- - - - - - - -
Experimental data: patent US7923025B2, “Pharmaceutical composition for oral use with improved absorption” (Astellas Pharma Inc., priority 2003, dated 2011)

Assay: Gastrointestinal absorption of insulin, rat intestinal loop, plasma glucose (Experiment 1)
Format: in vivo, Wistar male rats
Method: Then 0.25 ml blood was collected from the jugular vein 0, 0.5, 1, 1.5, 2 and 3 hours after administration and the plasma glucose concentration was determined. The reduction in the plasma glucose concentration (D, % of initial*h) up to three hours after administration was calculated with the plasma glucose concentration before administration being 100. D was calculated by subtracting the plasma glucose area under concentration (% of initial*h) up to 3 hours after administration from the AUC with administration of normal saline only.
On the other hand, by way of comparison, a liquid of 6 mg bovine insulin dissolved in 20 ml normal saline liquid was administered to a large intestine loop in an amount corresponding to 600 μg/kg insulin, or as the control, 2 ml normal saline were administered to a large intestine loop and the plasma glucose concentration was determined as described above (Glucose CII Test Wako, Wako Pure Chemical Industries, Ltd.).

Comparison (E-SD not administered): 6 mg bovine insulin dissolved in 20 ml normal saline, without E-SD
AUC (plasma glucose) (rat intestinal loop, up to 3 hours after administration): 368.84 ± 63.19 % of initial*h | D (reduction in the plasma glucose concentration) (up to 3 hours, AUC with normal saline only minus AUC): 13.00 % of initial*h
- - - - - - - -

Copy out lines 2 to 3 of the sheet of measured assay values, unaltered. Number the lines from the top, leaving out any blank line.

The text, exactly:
Assay: Gastrointestinal absorption of insulin, rat intestinal loop, plasma glucose (Experiment 1)
Format: in vivo, Wistar male rats